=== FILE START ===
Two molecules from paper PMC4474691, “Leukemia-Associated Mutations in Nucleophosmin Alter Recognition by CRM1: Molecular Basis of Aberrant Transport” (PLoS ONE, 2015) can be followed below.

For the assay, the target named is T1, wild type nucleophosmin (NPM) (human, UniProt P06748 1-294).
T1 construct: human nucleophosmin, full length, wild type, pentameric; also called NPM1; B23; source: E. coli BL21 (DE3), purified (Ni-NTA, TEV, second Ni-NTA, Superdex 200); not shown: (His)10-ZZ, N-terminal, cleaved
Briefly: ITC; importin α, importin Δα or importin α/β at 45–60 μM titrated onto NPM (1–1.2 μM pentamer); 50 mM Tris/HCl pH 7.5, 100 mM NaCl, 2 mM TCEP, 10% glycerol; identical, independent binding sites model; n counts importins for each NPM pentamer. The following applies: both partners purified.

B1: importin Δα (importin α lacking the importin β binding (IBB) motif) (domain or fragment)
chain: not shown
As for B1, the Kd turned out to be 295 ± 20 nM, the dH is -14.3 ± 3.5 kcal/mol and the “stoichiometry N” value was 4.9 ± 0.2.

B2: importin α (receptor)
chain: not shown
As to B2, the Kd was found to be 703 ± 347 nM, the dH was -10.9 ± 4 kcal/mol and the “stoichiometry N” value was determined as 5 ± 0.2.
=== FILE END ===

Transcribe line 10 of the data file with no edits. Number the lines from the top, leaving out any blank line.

As to B2, the Kd was found to be 703 ± 347 nM, the dH was -10.9 ± 4 kcal/mol and the “stoichiometry N” value was determined as 5 ± 0.2.